The following predicates are provided solely for compatibility with other Prolog systems. Their semantics can be understood by imagining that they are defined by the following clauses:
recorda(Key, Term, Ref) :- functor(Key, Name, Arity), functor(F, Name, Arity), asserta('$recorded'(F,Term), Ref). recordz(Key, Term, Ref) :- functor(Key, Name, Arity), functor(F, Name, Arity), assertz('$recorded'(F,Term), Ref). recorded(Key, Term, Ref) :- functor(Key, Name, Arity), functor(F, Name, Arity), clause('$recorded'(F,Term), _, Ref).
The reason for the calls to
functor/3 in the above definition is
that only the principal functor of the key is significant. If
Key is a compound term, its arguments are ignored.
Please note: Equivalent functionality and performance, with reduced memory costs, can usually be had through normal dynamic procedures and indexing (see ref-mdb-bas, and indexing tutorial in "Writing Efficient Programs" section).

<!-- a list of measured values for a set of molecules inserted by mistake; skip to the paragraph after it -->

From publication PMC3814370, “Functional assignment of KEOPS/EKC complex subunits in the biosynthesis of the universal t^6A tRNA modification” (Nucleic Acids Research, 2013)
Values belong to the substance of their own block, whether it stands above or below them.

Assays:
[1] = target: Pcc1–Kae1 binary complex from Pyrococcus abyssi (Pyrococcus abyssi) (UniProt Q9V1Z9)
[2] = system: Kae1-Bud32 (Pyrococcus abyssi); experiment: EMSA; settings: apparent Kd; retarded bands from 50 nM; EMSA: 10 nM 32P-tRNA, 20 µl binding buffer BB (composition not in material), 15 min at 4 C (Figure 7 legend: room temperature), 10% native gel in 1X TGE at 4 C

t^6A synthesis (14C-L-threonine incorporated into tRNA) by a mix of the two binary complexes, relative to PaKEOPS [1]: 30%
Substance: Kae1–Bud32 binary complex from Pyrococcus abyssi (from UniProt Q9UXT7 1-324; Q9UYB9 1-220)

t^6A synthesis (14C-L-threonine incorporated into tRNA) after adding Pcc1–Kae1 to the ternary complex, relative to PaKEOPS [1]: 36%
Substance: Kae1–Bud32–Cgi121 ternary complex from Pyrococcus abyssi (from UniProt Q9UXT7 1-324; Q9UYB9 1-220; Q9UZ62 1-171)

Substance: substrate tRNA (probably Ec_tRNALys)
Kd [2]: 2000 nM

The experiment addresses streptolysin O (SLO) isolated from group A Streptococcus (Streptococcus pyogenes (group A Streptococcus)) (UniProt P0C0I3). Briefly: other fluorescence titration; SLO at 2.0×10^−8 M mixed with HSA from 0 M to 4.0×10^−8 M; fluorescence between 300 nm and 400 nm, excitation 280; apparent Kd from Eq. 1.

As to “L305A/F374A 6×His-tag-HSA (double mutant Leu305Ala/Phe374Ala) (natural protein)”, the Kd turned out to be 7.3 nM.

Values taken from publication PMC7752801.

In some implementations, database references are also represented by compound terms, and thus subject to the limitation described above.
Term in the internal database as the first item
for the key Key; a database reference to the newly-recorded term
is returned in Ref.
) is like
recorda/3 except that it records the term as the last item in the
the internal database for a term recorded under the key
Key that unifies with Term, and whose database reference
unifies with Ref.
) succeeds when
KeyName is the atom or integer that is the name of
KeyTerm. KeyTerm is an integer, atom, or compound term
that is the key for a currently recorded term.